A legend was in the house …
Mr. James Cotton – the harp player in Muddy Waters’ band for twelve years, Sonny Boy Williamson’s student and fellow Mississippian B.B. King’s friend – was in Montreal on Saturday night. For two reasons. To entertain and to receive the first annual B.B. King award.
Mission accomplished on both counts.
First, let’s be realistic. Mr. Cotton is turning eighty years old on Canada’s birthday. Second – Mr. Cotton has had health issues ( throat surgery ) in recent years. He is not the performer he once was yet does that really matter?
Mr. Cotton deserves the right to be void of criticism at this point in his life and career. He is one of the foundations of modern day music. A building block for Kanye West’s delusions.
When Mr. Cotton did play at Salle Wilfred Pelletier – boy did he play. Displaying brilliance and the reason for his status on numerous occasions, James can deliver yet unfortunately for the patrons, not for long periods. Combined with unmatched enthusiasm with constant ‘yelps’ as the tune he was part of suited his experience, Cotton appeared to say; ‘The bar is set high and yes – we just reached it’.
Singer Darrell Nulisch ( singing with Cotton since 1992 ) was there to do the singing the absence of Cotton’s voice has created. It also allows Cotton to catch his breath between no-holds-barred harmonica playing.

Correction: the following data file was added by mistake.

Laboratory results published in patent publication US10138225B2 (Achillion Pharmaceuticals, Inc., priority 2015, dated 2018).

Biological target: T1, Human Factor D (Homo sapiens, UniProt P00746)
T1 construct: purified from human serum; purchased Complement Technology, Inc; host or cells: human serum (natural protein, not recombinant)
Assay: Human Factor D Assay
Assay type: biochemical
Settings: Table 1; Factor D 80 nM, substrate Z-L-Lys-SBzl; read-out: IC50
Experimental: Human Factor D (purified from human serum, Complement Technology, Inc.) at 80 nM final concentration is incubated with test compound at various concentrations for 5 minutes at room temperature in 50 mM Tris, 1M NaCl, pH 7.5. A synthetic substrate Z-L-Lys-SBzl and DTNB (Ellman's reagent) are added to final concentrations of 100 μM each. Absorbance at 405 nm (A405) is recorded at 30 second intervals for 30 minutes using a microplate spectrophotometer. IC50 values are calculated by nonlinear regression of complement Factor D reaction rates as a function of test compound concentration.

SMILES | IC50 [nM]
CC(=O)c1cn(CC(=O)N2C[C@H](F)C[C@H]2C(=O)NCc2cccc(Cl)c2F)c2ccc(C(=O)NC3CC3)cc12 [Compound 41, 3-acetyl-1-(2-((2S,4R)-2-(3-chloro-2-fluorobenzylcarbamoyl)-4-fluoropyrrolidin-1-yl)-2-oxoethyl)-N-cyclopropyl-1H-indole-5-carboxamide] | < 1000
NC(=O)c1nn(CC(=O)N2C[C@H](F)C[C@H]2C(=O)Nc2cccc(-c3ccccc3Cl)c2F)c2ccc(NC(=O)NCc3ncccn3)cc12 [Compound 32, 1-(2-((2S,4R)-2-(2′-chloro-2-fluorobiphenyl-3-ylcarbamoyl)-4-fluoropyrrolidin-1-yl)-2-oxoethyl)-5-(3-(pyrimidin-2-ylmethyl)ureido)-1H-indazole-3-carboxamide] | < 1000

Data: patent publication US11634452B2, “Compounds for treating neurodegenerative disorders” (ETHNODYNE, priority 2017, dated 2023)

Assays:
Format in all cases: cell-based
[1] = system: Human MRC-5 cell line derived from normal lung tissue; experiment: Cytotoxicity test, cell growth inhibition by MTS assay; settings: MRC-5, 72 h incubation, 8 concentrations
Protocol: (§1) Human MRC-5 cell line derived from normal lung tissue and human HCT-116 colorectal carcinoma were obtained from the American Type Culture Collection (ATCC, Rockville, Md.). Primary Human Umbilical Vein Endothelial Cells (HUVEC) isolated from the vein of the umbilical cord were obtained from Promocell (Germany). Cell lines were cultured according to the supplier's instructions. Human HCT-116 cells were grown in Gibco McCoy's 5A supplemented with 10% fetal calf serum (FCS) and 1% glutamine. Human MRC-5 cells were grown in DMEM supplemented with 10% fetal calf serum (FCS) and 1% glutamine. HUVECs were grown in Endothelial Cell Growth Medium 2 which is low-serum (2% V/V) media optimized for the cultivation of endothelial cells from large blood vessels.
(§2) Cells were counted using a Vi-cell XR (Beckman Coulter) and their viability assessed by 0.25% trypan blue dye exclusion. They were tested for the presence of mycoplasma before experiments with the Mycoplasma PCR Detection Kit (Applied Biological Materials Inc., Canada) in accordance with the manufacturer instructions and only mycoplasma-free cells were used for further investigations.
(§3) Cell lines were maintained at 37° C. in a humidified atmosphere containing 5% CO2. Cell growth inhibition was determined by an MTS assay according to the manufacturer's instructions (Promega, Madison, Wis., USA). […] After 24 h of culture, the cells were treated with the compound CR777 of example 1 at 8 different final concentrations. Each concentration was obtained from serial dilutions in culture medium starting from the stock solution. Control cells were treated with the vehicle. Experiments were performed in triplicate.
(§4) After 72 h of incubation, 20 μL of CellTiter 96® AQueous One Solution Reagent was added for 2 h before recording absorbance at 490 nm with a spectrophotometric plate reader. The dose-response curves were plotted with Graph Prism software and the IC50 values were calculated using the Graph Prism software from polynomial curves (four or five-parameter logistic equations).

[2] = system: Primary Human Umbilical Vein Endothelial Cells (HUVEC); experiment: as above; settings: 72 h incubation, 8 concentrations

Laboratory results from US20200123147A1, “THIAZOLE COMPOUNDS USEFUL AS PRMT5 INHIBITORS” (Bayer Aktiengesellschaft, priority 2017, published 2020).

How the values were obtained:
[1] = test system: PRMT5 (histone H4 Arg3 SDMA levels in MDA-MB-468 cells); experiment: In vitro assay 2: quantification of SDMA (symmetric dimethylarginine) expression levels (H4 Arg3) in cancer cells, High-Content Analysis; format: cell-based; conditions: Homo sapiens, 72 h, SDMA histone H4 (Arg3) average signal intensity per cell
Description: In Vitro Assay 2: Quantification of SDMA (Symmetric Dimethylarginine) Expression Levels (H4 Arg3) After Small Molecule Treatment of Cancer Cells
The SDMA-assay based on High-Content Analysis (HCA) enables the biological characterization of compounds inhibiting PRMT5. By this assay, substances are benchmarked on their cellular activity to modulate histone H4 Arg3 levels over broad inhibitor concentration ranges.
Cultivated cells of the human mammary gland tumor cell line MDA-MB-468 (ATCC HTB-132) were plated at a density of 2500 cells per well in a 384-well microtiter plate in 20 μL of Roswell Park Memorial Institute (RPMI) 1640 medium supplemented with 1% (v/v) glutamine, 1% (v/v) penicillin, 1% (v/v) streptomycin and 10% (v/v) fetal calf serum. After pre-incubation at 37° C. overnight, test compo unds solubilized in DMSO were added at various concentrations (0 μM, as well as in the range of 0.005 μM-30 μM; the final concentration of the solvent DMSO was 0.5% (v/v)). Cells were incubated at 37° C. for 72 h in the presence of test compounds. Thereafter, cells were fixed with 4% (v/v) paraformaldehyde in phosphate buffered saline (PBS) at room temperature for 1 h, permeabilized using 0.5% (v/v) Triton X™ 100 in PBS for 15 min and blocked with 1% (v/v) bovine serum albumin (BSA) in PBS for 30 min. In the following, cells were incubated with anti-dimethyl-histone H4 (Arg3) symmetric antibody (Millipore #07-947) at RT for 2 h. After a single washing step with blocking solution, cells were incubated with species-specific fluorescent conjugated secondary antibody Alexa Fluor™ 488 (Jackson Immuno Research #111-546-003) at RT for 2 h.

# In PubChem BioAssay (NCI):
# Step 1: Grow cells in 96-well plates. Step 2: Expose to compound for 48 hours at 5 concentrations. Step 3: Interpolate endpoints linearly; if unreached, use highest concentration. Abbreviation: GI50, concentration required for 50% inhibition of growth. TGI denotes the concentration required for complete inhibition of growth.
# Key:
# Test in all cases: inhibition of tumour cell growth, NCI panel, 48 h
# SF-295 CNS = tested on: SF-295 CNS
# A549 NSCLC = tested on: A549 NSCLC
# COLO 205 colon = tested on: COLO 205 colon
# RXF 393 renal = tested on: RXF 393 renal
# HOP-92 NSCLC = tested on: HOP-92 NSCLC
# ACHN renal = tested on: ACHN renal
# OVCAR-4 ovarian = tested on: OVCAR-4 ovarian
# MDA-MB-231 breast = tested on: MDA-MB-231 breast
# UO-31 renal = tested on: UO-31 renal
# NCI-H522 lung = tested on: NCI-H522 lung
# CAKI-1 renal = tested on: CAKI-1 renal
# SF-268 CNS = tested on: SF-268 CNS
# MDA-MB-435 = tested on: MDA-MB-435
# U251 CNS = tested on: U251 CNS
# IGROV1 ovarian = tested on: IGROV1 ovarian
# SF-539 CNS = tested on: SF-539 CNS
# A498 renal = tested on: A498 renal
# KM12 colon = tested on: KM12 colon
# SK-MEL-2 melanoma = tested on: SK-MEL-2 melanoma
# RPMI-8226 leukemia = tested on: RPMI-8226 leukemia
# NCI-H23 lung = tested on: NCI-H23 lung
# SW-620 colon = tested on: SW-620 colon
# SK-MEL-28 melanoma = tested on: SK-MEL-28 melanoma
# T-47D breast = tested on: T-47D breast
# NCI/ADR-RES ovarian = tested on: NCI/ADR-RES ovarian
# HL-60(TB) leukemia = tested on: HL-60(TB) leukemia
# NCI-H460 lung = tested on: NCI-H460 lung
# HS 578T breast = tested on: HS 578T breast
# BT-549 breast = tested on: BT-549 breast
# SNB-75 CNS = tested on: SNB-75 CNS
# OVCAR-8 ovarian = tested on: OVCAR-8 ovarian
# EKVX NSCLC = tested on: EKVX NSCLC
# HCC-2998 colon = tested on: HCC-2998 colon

The only sad thing about Mr. Cotton’s performance is his inability to speak clearly and loudly. The audience missing out on tales of playing with Muddy Waters although a brief story of playing with Muddy at the Newport Jazz Festival was profound for historical reasons.
Cotton’s band – Kenny Neal on Bass, Jerry Porter on drums and Mike Wiliams on guitar, provided the ‘meat’ to Cotton’s ‘potatoes’. The Blues appears simple on the surface yet the tightness of Cotton’s band requires years of practice. Experience which glimmered like a light on Sonny Boy’s Christmas tree. ‘Got my Mojo Working’ (Waters) and ‘Rocket 88’ ( Brenston) -perfect contrasts and vehicles to showcase the duality of a harp within a Blues formation.
Somewhere inside James Cotton’s soon-to-be- eighty year old body, there dances an eight year old boy who was mentored by Sonny Boy Williamson. Somewhere inside Place des Arts on Saturday evening there danced a wannabe harp player who was mentored by James Cotton.
Both of them had fun !
Thank you Mr. Cotton!
In the history of the Blues – a fan would be hard pressed to discover anyone who has played with more legends and musicians than Mr. John Mayall.
Peter Green, Eric Clapton, Mick Taylor, Mick Fleetwood, Jeff Healey and virtually every British musician interested in the Blues in the 1960’s. Most people collect CDs or albums. John Mayall collects musicians.
Following an emotional performance by James Cotton, the eighty-one year old Mayall had a hard act to follow a hard act. In lieu of headliner Taj Mahal backing out of the night’s triple bill ( due to health reasons), Mayall along with bassist Greg Rzab, drummer Jay Davenport and guitarist extraordinaire Rocky Athas were – by default, the headliners.